Although Singapore's public spending on education is the second-largest item in the Budget after defence, it is not generous enough compared with other advanced economies, particularly at the post-secondary level. We spend about 3 per cent of gross domestic product on education. The Organisation for Economic Cooperation and Development average is close to 5 per cent and in some countries like Denmark, Sweden and Belgium, it ranges between 6.5 and 7 per cent.
While more than 52 per cent of Singaporeans aged 25 and above now have post-secondary education, the corresponding figure for countries of the European Union is close to 80 per cent. PHOTO: IMD WORLD TALENT
Of particular importance is raising digital capabilities. Another recent survey released earlier this month by the Brookings Institution on trends in the United States labour market had some startling findings, many of which would also be valid here.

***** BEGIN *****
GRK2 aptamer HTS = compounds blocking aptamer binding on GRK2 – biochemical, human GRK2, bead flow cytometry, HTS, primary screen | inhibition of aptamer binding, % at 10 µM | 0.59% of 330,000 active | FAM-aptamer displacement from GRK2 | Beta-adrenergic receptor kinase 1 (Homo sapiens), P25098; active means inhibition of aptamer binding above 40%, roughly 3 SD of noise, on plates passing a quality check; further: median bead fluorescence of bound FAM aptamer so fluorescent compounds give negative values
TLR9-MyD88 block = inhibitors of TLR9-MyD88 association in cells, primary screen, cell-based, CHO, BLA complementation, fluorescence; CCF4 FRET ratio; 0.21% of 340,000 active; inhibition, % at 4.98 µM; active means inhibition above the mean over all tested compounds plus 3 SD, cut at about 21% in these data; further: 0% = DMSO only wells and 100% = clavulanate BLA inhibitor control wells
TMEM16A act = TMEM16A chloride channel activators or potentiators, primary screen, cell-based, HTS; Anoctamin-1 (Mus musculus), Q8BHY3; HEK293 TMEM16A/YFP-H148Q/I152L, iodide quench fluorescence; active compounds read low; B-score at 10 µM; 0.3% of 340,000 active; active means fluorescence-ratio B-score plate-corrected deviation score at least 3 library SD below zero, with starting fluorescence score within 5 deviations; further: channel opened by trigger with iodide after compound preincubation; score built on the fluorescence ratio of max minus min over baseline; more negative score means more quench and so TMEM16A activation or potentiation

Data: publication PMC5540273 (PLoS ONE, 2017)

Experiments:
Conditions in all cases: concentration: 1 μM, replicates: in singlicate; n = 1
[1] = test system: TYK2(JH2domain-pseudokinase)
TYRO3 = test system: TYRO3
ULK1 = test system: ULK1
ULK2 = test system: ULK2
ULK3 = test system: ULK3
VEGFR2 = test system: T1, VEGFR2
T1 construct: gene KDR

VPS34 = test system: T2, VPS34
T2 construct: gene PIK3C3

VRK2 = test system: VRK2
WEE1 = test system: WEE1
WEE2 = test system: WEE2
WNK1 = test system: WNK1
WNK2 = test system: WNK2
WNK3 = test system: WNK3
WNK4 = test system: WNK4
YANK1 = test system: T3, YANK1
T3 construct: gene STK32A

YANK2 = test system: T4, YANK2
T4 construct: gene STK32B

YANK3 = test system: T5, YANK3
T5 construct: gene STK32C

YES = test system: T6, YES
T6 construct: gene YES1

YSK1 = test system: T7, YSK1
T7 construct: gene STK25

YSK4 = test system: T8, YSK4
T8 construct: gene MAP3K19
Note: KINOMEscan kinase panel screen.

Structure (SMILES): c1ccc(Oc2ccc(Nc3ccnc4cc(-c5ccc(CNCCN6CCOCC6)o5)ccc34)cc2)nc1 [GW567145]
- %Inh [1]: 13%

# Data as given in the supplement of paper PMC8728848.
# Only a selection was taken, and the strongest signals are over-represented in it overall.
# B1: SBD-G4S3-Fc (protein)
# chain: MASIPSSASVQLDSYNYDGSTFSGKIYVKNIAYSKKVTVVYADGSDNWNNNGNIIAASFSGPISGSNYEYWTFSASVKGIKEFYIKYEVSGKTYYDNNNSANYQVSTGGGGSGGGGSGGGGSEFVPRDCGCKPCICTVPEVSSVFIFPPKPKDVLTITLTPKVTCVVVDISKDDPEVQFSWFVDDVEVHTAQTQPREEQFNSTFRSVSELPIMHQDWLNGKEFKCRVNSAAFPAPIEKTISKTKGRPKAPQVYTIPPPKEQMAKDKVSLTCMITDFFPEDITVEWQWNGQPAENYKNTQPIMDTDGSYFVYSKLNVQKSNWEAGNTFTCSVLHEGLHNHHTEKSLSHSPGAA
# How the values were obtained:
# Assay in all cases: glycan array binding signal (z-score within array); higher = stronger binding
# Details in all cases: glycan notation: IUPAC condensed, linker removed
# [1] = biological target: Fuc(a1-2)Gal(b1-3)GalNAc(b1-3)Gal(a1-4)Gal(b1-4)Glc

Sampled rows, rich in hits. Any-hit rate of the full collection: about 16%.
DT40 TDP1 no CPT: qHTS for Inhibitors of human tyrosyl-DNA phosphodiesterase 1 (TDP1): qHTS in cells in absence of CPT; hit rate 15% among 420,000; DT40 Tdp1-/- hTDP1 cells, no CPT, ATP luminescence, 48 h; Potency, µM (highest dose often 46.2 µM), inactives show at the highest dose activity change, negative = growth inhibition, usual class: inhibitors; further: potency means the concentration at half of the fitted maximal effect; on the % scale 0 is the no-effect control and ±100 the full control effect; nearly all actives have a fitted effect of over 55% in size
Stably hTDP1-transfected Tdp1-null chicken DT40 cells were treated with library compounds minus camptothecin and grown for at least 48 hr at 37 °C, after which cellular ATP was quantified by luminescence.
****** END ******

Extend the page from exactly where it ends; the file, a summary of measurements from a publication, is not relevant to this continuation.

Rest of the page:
First, jobs that need high digital skills jumped from 5 per cent in 2002 to 23 per cent last year; jobs needing medium digital skills rose from 40 per cent to 48 per cent; and jobs needing low skills dropped from 56 per cent to 30 per cent.
Second, there are huge wage differences between workers depending on their digital skill levels. The mean wage for high-skilled workers last year was US$72,000 (S$96,850), compared with US$30,000 for low-skilled workers. In other words, digital literacy is now a key determinant of income inequality between workers.